House Considers Cutting Funding to Libya
WASHINGTON (AP) — The House on Thursday weighed whether to prohibit funds for the U.S. military operation against Libya in a constitutional showdown with President Barack Obama.
Calling the war illegal because Obama never sought congressional consent, Republicans and Democrats pressed for two measures — one to bar funds for military activities and equipment used against Libya, and a second to prevent funds for U.S. military participation in the NATO-led mission against Moammar Gadhafi’s forces.
Lawmakers argue that Obama violated the 1973 War Powers Resolution that requires a president to seek congressional approval within 60 days of the first military strikes, a move the commander in chief did not make. Instead, Obama informed Congress last month that such assent was unnecessary because the limited U.S. role does not rise to full-blown hostilities.
Incensed House Republicans and Democrats voted overwhelmingly last month to deny Obama the authority to continue the mission, a largely symbolic vote that was still a rebuke to the president.
The move Thursday to cut off funds ratcheted up the pressure on the administration as Libya remained a stalemate between Gadhafi and rebel forces, and war-weary NATO allies signaled their patience was wearing thin. Italy announced that it was reducing its participation in NATO’s campaign by removing an aircraft carrier from the region and pulling thousands of troops home.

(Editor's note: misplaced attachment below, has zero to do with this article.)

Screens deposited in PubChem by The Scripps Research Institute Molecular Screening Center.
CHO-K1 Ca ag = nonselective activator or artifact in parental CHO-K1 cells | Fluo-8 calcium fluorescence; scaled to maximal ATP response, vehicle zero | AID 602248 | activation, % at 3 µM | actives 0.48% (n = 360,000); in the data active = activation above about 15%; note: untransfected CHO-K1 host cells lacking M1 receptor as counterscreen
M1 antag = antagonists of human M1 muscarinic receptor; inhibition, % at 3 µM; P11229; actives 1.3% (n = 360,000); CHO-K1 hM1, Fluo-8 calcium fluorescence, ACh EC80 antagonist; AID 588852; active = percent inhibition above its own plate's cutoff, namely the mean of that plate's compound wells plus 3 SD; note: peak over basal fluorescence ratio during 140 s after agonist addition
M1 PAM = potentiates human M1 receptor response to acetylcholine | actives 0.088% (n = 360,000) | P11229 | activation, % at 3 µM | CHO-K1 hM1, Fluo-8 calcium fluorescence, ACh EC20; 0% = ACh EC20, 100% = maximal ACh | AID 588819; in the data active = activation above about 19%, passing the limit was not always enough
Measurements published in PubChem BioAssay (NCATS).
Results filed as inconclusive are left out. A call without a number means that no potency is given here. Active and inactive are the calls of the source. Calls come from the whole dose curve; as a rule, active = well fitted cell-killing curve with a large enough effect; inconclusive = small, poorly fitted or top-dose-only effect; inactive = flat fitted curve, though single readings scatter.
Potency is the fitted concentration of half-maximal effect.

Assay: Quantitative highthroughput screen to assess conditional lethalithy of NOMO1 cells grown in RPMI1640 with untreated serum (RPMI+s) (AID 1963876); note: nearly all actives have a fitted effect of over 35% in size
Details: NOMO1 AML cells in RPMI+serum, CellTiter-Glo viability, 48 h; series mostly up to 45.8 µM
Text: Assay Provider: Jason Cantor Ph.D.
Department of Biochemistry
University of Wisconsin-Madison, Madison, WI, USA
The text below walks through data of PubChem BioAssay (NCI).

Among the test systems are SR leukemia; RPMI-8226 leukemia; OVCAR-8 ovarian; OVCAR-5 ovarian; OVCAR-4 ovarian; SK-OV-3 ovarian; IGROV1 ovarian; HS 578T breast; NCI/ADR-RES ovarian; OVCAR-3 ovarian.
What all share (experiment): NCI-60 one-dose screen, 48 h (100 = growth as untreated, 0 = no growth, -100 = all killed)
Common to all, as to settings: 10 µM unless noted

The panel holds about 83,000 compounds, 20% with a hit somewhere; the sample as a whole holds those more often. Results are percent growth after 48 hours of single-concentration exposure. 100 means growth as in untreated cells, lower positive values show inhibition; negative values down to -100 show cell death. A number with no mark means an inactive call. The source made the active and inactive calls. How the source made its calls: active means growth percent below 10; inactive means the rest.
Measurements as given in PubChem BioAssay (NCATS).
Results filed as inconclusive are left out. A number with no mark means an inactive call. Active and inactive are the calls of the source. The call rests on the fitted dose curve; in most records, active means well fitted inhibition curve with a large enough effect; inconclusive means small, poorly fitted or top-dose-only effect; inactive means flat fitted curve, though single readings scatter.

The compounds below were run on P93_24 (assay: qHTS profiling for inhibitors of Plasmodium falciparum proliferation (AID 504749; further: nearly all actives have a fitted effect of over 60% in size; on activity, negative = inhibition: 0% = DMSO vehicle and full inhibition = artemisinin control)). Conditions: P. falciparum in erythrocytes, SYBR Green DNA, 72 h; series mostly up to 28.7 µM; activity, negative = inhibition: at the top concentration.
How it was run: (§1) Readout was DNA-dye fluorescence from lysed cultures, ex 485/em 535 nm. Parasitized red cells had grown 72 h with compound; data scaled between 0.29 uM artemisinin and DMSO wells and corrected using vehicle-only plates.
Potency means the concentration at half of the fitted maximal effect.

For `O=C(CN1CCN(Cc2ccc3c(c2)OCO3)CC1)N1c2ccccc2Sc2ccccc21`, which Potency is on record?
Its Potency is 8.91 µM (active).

Calling the conflict “illegal and unauthorized,” Rep. Tom Cole, R-Okla., sponsor of the first measure, said Libya “did not attack us, did not attack NATO … quite simply, however much we detest Mr. Gadhafi and his regime, we have no reason to be at war.”
Rep. Justin Amash, R-Mich., a co-sponsor of the second measure, said the House had an “opportunity to stop this unconstitutional war against Libya.”
The House considered the measures as part of a $649 billion defense spending bill that wouldn’t go into effect until Oct. 1. The defense bill includes no funds for the Libyan operation — the Pentagon has said it could cover the expense with existing funds — but the measures would effectively bar funds for the mission.
Last month, the White House put the cost of U.S. military operations in Libya at about $715 million, with the total increasing to $1.1 billion by early September.
Since NATO took command of the Libya operation in early April, the U.S. role has largely been limited to support efforts such as intelligence, surveillance and electronic warfare. The U.S. has launched airstrikes and drone attacks, flying more than 3,400 sorties.
Copyright 2011 The Associated Press.